It’s the little indignities that get you. Not that the inciting incident in writer-director Visar Morina’s very fine Exil is in any way trivial. While walking home from work, Kosovo-born, Germany-residing engineer Xhafer (Mišel Mati?evi?) finds a dead rat hanging on the fence outside his home. The racist implications are undeniable, as is the likelihood of the deceased animal’s origins. (Xhafer’s office houses a lab where experiments on rats frequently take place.)
There’s nonetheless an evident degree to which this affront is “same scheisse, different day” for our protagonist. Patronizing looks and xenophobic slights are so common, so ingrained into the Albanian Xhafer’s being, that he accepts them, if not expects them. Also, there’s the slight chance that he’s freighting these scenarios with more malice than they’re worth. What choices are there when no definitive answers are forthcoming about horrific, debasing acts — even the ones you can more speedily force to the rear view? You either steel yourself and push through. Or you go stark raving mad.
Exil quite harrowingly, and often brilliantly, explores the space in-between these psychological extremes. Morina and cinematographer Mateo Cocco put us fully into Xhafer’s paranoid perspective by sticking close to him in almost every scene, be it in icy static compositions or sinuously forbidding tracking shots. There are a few notable deviations from this visual template, and when they come, it plays in each case like a fleetingly lunatic form of liberation. In a barbaric world, insanity is bliss.
Mati?evi? is sensational as the lead, keeping his ruggedly handsome features death-mask stoic throughout. This emphasizes the internalized terror of Xhafer’s alien (and alienating) existence, while perversely drawing out some of the story’s pitch-black humor. The scenes in the nondescript corporate workplace that take up much of the film’s first hour have a comedy-of-mortification feel just a few austere steps removed from Curb Your Enthusiasm, though Xhafer is a Larry David figure who constantly bites his tongue rather than mouth off. The terrific German actor Rainer Bock plays Xhafer’s primary foil, Urs. He’s like Stephen Root in Office Space, though with a more effortless and understated ability to focus his seething contempt. It’s only a matter of time before one of these guys ends up on the pointed side of a cafeteria fork.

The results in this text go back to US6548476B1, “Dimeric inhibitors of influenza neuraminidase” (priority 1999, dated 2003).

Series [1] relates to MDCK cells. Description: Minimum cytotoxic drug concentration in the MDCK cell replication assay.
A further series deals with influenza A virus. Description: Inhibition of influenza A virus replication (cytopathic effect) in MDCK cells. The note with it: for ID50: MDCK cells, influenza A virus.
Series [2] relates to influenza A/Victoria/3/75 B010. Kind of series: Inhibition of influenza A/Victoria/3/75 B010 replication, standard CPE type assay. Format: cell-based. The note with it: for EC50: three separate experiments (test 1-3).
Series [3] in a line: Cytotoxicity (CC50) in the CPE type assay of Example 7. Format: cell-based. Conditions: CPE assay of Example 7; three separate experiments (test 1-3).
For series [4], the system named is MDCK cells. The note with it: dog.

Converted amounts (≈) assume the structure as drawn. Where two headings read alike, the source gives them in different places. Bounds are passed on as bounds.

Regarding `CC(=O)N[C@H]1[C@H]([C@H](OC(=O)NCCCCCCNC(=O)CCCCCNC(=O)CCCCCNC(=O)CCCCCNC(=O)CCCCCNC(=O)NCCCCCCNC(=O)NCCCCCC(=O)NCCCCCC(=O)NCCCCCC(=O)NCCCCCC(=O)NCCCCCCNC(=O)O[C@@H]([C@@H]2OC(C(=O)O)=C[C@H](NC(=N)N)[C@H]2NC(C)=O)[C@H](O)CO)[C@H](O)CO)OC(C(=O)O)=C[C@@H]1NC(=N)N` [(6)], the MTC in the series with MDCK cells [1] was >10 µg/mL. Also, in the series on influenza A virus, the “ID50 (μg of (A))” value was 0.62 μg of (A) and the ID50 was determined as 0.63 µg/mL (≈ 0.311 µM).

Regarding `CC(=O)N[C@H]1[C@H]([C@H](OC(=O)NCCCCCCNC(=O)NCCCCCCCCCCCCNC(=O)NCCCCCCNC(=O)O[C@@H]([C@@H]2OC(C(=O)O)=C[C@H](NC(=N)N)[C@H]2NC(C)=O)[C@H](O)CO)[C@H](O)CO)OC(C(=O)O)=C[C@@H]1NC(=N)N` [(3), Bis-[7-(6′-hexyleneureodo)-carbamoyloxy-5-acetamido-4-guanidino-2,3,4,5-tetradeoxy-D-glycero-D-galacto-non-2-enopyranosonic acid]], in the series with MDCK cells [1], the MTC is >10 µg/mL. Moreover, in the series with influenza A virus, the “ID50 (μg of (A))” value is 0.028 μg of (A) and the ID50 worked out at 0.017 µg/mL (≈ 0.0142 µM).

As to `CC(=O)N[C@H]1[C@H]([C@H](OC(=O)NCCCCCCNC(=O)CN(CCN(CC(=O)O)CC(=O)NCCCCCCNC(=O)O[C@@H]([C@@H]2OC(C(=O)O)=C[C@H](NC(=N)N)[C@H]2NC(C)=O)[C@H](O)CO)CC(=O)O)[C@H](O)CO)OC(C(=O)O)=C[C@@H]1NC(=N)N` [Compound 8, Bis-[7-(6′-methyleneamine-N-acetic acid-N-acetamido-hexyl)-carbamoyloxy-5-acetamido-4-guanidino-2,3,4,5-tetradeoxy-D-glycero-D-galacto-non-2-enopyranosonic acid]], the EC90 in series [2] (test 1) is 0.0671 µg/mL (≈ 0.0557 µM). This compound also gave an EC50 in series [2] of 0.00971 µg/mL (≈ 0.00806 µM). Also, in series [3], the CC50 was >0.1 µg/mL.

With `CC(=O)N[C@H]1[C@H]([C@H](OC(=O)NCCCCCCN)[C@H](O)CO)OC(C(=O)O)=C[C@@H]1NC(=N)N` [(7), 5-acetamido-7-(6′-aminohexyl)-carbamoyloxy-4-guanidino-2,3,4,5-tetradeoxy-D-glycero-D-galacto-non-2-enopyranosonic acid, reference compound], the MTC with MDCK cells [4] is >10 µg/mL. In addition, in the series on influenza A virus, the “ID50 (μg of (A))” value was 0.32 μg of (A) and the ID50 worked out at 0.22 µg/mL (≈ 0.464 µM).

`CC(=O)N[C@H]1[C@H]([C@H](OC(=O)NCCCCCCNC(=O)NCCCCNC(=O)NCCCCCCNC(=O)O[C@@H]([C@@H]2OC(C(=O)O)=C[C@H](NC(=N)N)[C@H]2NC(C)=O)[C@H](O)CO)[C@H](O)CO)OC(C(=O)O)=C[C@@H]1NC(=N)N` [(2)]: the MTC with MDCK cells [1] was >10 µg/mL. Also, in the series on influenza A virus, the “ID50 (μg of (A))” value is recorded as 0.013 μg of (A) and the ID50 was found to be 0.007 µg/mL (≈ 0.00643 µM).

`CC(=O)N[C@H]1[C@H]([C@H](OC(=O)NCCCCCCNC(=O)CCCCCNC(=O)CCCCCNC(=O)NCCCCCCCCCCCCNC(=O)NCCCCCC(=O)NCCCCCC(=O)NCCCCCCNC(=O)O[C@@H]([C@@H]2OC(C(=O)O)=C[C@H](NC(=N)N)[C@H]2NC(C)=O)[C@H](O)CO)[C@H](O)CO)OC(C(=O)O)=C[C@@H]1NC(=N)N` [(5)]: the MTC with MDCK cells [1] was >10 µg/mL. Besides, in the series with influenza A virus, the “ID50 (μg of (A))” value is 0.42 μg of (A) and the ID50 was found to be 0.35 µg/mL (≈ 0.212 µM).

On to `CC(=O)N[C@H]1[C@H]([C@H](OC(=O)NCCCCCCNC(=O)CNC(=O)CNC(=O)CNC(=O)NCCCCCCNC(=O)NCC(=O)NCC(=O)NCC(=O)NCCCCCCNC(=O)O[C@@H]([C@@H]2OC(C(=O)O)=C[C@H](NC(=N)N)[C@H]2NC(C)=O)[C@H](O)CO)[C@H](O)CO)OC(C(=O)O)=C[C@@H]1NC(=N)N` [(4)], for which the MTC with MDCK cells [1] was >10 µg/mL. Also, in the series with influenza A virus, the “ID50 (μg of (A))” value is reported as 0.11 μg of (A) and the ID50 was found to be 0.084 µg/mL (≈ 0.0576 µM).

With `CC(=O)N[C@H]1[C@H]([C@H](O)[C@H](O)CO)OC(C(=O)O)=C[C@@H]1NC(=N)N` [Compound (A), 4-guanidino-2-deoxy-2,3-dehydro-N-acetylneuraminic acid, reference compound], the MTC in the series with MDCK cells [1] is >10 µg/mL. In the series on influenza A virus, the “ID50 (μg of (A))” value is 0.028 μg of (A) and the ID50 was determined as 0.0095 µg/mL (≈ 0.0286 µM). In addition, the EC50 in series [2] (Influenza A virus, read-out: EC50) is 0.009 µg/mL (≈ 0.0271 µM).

In its second hour, Exil shifts mostly to the home front, where Xhafer and his PhD-in-training spouse, Nora (an excellent-as-always Sandra Hüller), navigate a slowly dissolving marriage. The interiors are lit like a crypt, and violence feels possible at every moment. Outside of an upsettingly plausible mid-coitus choking incident, however, any brutality tends to take more cerebral forms.
Cruelty begets cruelty. The inhumanity done to Xhafer unleashes his own myopic callousness. This is how the bad guys — or the bad sensibilities, at least — win. Exil doesn’t offer answers to its central mystery, nor to its overall thesis about the inhumanity of man, though a subplot about Xhafer’s affair with an office cleaning lady (Flonja Kodheli) tends toward Big-Theme overstatement in a way the rest of the movie adeptly avoids. The final shot, at least, is mordantly hilarious in its inconclusiveness, a black-comic ellipsis summing up a soul-crushing human condition that has no end in sight.
Production companies: Komplizen Film, Frakas Productions, Ikonë Studio, WDR, ARTE, VOO, BeTV
Cast: Mišel Mati?evi?, Sandra Hüller, Rainer Bock, Thomas Mraz, Flonja Kodheli
Director: Visar Morina
Producers: Janine Jackowski, Jonas Dornbach, Maren Ade
Co-producers: Jean-Yves Roubin, Cassandre Warnauts, Yll Uka, Valon Bajgora
Screenwriter: Visar Morina
Director of photography: Matteo Cocco
Editors: Laura Lauzemis, Hansjörg Weißbrich, Visar Morina
Production designer: Christian Goldbeck
Costume design: Gitti Fuchs
Composer: Benedikt Schiefer
Venue: Sundance Film Festival (World Cinema Dramatic Competition)
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